“Doesn’t everyone deserve the right to privacy?” Doug asked.
“That’s a loaded question. There’s so much more to it,” Cody replied.
“I just think it’s a viable business idea,”
“Explain it to me one more time, because I’m pretty sure this idea is going to get you thrown in jail. Or worse.”
Cody sat in Doug’s apartment as Doug was trying to explain his early retirement plan. Cody had dropped by a couple of hours before, and the two of them were catching up. They typically got together at least once a week, but their schedules had been conflicting, and they hadn’t seen each other for almost three weeks.
They were discussing life and work as they drank a few beers and played with Doug’s old pinball machine. That was one of the few items he had left. Doug was slowly selling off and giving away many of the things he owned. He referred to it as editing his life. He was attempting to remove everything but the necessities.
Growing up, Doug was surrounded by knick-knacks—little trinkets on the walls, counters, and every other piece of furniture. Walking down a hallway was like walking through a flea market. Only nothing was for sale, and it was all nailed through the drywall.
When Doug was younger, he really didn’t get what it all meant. Now, as an adult, he still didn’t understand. He hated it. He made a conscious effort to have very few possessions. Every few months he would go through his closet and scale back what he owned. If he bought a new piece of clothing, he would donate something older from his closet.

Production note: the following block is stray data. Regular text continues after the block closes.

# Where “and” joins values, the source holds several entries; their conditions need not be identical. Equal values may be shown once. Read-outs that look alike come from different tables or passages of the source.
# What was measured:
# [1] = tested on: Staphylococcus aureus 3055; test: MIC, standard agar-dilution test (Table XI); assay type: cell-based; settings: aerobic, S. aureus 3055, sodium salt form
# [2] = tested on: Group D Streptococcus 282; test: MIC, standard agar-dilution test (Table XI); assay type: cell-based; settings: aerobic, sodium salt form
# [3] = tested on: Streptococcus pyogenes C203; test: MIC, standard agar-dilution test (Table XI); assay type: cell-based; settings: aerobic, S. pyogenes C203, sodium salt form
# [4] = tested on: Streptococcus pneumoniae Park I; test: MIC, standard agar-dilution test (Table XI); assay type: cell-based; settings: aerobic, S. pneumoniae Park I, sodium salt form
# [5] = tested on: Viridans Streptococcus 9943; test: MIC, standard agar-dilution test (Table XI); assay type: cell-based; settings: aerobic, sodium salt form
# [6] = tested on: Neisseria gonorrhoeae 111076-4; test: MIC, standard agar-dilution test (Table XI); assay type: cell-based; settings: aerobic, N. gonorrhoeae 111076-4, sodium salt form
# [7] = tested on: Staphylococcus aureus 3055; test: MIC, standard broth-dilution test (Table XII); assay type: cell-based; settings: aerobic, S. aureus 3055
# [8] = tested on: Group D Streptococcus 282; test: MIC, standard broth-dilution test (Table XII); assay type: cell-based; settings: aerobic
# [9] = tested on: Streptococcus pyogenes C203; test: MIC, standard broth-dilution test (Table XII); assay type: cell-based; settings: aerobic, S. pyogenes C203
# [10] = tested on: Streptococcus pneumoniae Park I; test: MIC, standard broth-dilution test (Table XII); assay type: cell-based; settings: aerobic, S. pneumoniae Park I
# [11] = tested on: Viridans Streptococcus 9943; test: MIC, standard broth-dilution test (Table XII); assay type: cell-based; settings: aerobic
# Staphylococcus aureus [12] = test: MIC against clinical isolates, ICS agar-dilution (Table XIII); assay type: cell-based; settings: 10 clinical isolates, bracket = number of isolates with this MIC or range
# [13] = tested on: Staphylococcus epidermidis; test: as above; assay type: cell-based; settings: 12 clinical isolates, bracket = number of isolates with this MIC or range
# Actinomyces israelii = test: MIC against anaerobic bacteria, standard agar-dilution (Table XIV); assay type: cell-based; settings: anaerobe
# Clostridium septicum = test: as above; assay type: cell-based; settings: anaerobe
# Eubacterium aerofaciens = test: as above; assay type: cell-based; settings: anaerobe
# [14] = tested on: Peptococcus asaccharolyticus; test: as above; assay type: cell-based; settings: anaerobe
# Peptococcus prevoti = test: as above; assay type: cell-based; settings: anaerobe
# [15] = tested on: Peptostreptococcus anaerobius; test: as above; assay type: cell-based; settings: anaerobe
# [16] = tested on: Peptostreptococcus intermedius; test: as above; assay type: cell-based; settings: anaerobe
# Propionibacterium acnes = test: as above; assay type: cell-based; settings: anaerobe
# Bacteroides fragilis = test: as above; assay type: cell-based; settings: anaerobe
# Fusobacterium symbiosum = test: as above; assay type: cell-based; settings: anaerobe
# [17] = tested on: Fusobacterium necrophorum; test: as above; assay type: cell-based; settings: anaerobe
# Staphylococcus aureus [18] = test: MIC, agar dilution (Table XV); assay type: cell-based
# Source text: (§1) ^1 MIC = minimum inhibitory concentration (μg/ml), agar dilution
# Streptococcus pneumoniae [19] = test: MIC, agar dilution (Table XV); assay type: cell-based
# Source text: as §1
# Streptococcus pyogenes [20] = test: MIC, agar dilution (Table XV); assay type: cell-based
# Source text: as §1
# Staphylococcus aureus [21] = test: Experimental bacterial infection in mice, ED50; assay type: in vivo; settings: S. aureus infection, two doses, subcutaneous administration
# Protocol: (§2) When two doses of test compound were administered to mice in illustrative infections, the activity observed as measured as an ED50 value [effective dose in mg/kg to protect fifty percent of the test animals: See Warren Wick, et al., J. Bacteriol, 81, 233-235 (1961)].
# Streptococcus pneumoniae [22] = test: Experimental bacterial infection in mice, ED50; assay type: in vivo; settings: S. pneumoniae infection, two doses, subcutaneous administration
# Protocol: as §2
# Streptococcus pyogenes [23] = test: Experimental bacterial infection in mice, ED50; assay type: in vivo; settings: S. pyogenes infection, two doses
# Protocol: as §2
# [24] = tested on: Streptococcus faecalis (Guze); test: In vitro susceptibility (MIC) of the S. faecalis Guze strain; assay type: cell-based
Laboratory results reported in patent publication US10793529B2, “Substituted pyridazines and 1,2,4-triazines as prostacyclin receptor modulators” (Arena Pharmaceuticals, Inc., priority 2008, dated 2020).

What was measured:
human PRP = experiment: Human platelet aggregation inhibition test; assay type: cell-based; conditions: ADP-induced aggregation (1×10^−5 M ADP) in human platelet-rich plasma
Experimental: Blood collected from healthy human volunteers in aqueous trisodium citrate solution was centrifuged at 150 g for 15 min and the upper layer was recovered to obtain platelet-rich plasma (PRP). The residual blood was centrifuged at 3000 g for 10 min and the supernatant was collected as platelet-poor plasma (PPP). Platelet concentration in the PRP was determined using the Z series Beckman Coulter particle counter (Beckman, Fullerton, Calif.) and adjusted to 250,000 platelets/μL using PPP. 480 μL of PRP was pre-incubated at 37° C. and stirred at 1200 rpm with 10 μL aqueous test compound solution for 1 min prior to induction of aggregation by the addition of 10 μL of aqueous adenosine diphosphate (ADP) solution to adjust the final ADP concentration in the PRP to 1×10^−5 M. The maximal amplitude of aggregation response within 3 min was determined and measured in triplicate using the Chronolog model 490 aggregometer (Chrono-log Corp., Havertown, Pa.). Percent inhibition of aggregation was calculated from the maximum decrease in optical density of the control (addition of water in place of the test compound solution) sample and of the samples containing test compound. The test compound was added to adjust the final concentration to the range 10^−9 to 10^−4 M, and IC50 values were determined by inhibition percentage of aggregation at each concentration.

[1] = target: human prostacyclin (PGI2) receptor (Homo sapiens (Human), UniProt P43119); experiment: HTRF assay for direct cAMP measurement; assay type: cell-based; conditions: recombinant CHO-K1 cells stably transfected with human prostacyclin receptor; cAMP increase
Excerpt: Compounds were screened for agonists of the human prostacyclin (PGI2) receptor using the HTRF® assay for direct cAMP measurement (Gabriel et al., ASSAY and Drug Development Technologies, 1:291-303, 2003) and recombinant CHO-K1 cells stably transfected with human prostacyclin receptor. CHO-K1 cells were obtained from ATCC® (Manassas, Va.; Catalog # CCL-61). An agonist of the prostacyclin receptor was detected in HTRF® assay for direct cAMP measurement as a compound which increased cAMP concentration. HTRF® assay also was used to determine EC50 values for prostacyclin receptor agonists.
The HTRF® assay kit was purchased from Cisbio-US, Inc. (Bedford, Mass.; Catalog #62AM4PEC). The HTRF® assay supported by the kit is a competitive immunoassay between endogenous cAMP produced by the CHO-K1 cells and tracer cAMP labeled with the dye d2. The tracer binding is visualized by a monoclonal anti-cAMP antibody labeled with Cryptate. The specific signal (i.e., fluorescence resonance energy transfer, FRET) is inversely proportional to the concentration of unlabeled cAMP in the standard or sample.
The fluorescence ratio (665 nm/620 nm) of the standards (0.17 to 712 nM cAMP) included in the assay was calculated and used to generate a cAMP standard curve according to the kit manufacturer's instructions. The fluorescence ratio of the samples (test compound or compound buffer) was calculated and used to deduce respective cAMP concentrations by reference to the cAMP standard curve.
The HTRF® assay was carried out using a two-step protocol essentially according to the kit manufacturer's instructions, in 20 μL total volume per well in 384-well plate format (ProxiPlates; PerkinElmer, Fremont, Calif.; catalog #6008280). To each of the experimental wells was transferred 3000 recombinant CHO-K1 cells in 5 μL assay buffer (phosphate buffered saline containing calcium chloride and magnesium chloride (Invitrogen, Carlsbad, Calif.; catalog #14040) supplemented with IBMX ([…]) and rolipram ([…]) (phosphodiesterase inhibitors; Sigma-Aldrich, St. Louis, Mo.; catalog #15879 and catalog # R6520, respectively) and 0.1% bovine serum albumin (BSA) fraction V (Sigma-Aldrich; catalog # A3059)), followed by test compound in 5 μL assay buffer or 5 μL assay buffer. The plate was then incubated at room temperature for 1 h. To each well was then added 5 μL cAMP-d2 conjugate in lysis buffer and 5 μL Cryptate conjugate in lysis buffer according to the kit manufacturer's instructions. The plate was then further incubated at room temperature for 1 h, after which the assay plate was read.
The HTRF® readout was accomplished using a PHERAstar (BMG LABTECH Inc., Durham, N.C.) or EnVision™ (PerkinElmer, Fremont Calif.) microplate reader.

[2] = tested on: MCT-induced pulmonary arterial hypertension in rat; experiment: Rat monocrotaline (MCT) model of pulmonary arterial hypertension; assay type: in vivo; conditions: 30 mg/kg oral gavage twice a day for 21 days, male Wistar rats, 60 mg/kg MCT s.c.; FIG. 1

His apartment was almost bare. All he wanted were the essentials. There was a big-screen TV against the back wall, the pinball machine in a corner, a fridge in the other corner with a smaller beer fridge beside it, and a coffee table with two chairs on one side and a couch on the other.
The walls were bare, without any pictures. All he had was one clock hanging in the living room. In a few months, that clock might not even be there. It was on his list of potential things to get rid of. Someone might look at his place and call it empty, but Doug would rather it be viewed as minimalist. Simple paint, simple furniture, simple dishes, simple everything. He felt it all led to a simple life.
Doug enjoyed being minimalist and saw it as a positive trait. Everything he owned meant something to him. He also saw it as a way to have low maintenance. In his closet were two pairs of pants, a handful of shirts, and a couple of other items. When he got dressed in the morning, he had little stress or worry about what to wear. He kept his hair short so he didn’t have to use any products or decide what hairstyle suited him. He couldn’t be bothered to shave every day, so he always had stubble. He’d rather be functional than stylish. It’s why he shaved his head every couple of weeks. Simple haircut, simple wardrobe, simple style, simple life.
Doug invited Cody over that evening because he had a grand scheme to make money, and he wanted to share it with his best friend. Doug had always been a thinker and never one to waste his free time. He prided himself on never really having any. He would always be working on a side project. If he did find himself with free time, he would read journal articles online about digital security. Cody always told him he needed a hobby, but Doug felt keeping up on technology was a legitimate pastime.
It was a few years ago that Doug graduated and obtained his PhD in Business Security and Information. With his degree, many people were quick to describe him as a nerd. But he didn’t look or act the stereotype. He was six-feet tall but had an athletic build. He kept in shape as much as he could and when Cody wasn’t around, he ate pretty healthy.